Is it a no-no to end a sentence with the word “of”?

A nice discussion on Quora:

The short answer is that it is ok if the sentence makes sense. Write like you speak.

Some of the comments I enjoyed are below:

  • It is not unheard of.
  • Winston Churchill, reprimanded by his editor for ending a sentence with a preposition, put it best: “This is the sort of thing up with which I will not put.”

From Rutgers professor Jack Lynch:

Prepositions at the End:  Along with split infinitives, a favorite bugbear of the traditionalists. Whatever the merit of the rule — and both historically and logically, there’s not much — there’s a substantial body of opinion against end-of-sentence prepositions; if you want to keep the crusty old-timers happy, try to avoid ending written sentences (and clauses) with prepositions, such asto,with, from, at, and in. Instead of writing “The topics we want to write on,” where the preposition on ends the clause, consider “The topics on which we want to write.” Prepositions should usually go before (pre-position) the words they modify.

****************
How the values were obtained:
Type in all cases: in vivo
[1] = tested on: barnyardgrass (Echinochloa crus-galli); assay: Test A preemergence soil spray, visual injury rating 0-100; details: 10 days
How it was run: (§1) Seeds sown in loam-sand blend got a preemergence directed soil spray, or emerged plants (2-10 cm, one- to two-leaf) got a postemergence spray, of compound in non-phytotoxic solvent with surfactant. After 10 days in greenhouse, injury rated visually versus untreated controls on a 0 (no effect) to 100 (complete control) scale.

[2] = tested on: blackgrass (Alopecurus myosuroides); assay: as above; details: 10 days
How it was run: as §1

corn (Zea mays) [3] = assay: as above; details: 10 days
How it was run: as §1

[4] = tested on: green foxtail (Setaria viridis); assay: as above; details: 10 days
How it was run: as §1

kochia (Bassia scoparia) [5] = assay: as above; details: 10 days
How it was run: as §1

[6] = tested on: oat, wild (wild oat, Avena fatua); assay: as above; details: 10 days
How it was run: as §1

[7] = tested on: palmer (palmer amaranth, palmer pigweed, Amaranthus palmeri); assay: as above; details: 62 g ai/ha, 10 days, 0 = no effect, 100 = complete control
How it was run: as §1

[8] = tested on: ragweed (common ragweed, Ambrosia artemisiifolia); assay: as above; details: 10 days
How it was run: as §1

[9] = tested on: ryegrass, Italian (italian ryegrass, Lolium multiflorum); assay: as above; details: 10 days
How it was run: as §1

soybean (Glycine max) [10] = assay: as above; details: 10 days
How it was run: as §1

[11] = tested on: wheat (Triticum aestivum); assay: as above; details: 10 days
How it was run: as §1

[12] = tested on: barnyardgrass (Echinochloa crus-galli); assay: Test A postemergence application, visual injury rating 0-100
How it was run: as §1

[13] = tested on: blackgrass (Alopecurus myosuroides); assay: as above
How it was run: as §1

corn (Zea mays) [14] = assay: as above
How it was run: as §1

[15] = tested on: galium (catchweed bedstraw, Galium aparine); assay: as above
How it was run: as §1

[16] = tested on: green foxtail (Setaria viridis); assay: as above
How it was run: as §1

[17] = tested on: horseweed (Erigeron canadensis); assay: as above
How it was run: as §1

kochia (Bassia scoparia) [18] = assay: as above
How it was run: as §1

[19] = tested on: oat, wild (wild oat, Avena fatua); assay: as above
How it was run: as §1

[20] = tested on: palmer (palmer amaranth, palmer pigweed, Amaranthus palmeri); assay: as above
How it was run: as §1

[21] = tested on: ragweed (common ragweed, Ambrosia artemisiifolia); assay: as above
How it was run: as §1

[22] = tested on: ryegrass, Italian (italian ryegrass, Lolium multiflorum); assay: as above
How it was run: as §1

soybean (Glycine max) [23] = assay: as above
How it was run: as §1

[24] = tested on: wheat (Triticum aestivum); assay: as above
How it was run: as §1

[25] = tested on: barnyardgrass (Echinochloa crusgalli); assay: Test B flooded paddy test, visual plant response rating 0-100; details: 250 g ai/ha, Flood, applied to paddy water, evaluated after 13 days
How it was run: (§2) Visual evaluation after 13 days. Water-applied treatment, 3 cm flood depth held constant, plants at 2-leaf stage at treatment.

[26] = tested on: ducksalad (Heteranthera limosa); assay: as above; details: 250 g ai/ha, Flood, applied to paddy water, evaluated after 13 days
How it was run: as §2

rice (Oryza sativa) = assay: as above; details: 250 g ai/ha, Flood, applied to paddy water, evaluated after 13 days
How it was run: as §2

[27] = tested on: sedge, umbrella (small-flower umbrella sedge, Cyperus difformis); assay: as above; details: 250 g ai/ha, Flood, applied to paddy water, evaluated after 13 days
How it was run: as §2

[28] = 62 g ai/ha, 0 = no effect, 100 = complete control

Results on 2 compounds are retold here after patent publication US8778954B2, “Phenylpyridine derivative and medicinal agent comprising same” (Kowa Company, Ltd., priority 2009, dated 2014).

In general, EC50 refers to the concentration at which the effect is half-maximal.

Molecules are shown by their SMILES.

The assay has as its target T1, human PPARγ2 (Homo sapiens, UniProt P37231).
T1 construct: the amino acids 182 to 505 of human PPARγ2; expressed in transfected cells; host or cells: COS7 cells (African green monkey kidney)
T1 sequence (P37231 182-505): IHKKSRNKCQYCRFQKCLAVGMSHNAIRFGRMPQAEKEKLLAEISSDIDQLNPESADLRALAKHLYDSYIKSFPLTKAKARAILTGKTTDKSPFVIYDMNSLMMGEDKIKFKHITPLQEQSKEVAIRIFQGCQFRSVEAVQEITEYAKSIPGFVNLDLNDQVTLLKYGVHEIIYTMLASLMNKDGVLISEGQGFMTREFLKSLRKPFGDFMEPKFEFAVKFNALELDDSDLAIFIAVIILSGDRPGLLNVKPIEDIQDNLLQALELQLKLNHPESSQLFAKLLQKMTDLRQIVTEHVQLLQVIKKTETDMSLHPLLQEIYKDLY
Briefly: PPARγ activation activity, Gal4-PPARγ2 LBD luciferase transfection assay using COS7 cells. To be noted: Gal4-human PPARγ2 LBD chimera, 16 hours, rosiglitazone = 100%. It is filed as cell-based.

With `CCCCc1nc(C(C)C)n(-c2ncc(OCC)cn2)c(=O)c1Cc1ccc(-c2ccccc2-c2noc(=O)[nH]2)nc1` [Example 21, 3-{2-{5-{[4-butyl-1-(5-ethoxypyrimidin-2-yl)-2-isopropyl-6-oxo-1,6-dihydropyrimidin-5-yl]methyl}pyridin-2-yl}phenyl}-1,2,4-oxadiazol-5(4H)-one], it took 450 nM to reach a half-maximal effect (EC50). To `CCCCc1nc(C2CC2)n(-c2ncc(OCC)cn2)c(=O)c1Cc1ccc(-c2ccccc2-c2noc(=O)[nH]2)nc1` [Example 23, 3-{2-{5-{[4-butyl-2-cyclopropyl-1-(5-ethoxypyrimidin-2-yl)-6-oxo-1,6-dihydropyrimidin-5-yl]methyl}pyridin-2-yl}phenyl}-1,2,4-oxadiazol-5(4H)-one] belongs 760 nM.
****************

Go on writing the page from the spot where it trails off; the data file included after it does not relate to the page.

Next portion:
On the other hand — and it’s a big other hand — old-timers shouldn’t always dictate your writing, and you don’t deserve your writing license if you elevate this rough guideline into a superstition. Don’t let it make your writing clumsy or obscure; if a sentence is more graceful with a final preposition, let it stand. For instance, “He gave the public what it longed for” is clear and idiomatic, even though it ends with a preposition; “He gave the public that for which it longed” avoids the problem but doesn’t look like English. A sentence becomes unnecessarily obscure when it’s filled with from whoms and with whiches.



It’s bedtime. Dad says “Go upstairs and get ready and I’ll come up to read to you.”   He brings up the wrong book and his child says

“Daddy, what did you bring that book I don’t want to be read to out of up for?”


Should you end a sentence with a preposition? Or perhaps with six of them…
An Australian decides to visit his cousin in London. The cousin, however, doesn’t think much of England when compared with Oz. He asks, “What do you want to come up here from down under for?”